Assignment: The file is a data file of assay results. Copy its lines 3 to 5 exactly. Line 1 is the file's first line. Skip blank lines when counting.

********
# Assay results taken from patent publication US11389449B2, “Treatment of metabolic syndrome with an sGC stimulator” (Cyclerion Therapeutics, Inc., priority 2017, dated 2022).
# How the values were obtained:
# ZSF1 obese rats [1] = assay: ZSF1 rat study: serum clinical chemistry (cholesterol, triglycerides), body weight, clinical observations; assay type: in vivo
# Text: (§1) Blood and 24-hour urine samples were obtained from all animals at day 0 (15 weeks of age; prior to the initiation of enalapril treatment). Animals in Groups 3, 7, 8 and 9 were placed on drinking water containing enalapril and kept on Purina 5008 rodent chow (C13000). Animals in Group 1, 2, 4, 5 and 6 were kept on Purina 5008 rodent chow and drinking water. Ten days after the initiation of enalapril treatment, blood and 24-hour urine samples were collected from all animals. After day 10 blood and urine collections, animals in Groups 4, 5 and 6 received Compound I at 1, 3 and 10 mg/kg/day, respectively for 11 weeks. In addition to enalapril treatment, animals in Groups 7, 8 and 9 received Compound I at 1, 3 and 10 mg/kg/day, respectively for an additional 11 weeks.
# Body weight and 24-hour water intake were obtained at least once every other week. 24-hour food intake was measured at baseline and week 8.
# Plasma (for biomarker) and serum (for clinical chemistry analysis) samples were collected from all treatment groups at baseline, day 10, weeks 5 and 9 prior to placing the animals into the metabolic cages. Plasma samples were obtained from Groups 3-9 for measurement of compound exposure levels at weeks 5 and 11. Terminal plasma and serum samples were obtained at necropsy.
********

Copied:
# ZSF1 obese rats [1] = assay: ZSF1 rat study: serum clinical chemistry (cholesterol, triglycerides), body weight, clinical observations; assay type: in vivo
# Text: (§1) Blood and 24-hour urine samples were obtained from all animals at day 0 (15 weeks of age; prior to the initiation of enalapril treatment). Animals in Groups 3, 7, 8 and 9 were placed on drinking water containing enalapril and kept on Purina 5008 rodent chow (C13000). Animals in Group 1, 2, 4, 5 and 6 were kept on Purina 5008 rodent chow and drinking water. Ten days after the initiation of enalapril treatment, blood and 24-hour urine samples were collected from all animals. After day 10 blood and urine collections, animals in Groups 4, 5 and 6 received Compound I at 1, 3 and 10 mg/kg/day, respectively for 11 weeks. In addition to enalapril treatment, animals in Groups 7, 8 and 9 received Compound I at 1, 3 and 10 mg/kg/day, respectively for an additional 11 weeks.
# Body weight and 24-hour water intake were obtained at least once every other week. 24-hour food intake was measured at baseline and week 8.